the hours here are flat and round, disks of gray layered on top of the other. They smell sour and musky, like the breath of someone who is starving. They move slowly, at a grind, until it seems as though they are not moving at all. They are pressing down, endlessly down.(169)

This quote is deceptively bleak in a story that is filled to the brim with hope. Even when she has every reason to be disillusioned with her cause Lena tries to see from the perspectives of others and keeps her wits about her.

it occurs to me, then, that people themselves are full of tunnels: winding, dark spaces and caverns; impossible to know all the places inside of them. (276)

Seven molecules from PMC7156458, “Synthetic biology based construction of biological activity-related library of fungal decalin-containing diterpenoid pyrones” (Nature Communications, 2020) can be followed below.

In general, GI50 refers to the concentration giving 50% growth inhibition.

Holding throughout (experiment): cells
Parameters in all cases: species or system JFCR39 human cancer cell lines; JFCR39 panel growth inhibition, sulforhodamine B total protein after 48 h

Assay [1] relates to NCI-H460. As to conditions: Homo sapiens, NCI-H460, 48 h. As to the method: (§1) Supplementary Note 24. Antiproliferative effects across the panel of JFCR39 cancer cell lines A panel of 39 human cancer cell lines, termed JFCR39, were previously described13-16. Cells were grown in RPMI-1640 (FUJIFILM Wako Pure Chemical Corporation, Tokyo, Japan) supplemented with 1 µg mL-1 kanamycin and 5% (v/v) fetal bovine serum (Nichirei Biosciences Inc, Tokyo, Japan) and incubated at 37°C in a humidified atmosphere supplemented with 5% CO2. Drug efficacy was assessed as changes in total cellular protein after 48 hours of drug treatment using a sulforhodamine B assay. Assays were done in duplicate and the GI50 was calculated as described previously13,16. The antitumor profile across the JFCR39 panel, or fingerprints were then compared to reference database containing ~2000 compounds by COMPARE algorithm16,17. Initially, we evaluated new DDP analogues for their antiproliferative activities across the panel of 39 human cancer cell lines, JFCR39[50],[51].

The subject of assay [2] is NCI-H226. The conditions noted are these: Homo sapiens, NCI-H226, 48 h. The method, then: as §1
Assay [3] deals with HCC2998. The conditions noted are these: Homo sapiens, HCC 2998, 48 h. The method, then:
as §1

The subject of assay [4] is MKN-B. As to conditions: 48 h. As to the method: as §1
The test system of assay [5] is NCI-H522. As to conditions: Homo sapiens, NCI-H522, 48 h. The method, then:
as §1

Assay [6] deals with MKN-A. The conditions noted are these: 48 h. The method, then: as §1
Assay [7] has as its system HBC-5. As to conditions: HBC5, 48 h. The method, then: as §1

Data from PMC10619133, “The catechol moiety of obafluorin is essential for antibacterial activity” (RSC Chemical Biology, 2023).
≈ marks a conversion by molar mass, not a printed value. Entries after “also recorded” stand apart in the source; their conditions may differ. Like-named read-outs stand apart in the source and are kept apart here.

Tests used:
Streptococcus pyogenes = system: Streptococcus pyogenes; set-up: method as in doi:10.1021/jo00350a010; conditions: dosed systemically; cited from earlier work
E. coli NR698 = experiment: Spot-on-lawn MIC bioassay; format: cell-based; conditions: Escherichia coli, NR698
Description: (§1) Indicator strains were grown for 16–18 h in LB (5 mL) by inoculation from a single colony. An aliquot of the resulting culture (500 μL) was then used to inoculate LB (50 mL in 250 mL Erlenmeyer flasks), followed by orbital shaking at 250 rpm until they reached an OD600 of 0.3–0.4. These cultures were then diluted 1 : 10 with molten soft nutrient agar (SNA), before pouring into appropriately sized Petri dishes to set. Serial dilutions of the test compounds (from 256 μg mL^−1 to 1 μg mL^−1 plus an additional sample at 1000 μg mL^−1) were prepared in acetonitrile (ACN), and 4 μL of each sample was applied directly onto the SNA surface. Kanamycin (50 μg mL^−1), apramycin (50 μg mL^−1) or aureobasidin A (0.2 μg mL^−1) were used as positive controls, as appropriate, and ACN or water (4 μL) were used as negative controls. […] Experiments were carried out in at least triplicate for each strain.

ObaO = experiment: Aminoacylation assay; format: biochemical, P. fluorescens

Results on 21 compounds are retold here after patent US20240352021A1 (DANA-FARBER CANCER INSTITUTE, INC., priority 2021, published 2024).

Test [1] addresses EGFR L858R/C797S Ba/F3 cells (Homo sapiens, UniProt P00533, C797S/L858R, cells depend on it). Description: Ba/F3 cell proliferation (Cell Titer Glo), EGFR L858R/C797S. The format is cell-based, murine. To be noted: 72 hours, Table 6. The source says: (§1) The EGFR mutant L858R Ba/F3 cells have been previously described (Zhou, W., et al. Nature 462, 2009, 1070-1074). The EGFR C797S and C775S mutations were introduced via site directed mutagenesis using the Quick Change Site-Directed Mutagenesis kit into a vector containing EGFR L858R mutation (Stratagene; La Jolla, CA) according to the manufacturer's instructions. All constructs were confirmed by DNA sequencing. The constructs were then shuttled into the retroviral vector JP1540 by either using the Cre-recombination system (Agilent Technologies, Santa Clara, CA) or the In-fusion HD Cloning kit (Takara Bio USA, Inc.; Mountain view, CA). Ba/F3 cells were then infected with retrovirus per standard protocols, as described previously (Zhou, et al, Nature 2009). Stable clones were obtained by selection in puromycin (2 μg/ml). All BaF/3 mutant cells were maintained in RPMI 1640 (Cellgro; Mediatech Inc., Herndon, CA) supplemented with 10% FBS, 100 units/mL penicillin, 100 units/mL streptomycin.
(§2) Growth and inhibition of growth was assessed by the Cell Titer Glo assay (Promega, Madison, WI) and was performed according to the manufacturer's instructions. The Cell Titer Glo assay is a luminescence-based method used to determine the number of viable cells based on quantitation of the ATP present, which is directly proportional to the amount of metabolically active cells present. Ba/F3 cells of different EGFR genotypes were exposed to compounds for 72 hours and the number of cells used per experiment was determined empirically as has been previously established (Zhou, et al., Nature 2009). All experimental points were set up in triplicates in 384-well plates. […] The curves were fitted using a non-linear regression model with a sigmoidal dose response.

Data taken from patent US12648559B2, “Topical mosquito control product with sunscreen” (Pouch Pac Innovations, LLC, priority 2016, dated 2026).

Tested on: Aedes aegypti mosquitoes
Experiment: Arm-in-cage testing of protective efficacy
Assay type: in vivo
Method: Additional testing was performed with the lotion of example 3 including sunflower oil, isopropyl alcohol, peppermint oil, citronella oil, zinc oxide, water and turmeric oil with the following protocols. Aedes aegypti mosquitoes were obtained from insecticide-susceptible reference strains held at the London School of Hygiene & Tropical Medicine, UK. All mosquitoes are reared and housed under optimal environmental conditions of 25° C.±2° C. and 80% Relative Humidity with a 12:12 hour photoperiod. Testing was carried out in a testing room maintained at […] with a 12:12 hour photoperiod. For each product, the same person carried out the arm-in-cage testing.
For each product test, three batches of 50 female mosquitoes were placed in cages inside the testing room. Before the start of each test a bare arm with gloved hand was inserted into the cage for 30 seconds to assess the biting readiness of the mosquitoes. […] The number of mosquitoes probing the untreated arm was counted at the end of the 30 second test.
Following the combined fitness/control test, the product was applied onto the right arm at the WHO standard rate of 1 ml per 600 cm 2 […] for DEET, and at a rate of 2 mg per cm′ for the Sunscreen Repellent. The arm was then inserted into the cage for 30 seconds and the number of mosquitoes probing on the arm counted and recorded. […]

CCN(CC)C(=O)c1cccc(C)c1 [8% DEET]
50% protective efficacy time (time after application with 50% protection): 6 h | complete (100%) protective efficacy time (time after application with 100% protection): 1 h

She understands better than many of her fellow Invalids that people are complex creatures and not easily slotted into categories such as enemy or ally.

As a bookworm I enjoyed the parts about banned books and the power of reading.
On books

some of them are webs; you can feel your way along their threads, but just barely, into strange and dark corners. Some of them are balloons bobbing up through the sky: totally self-contained, and unreachable, but beautiful to watch.
And some of them-the best ones- are doors. (172)

Pandemonium is definitely worth reading, and I can’t wait for book 3!!

All Good Children

*I received All Good Children by Catherine Austen as a submission for the YABA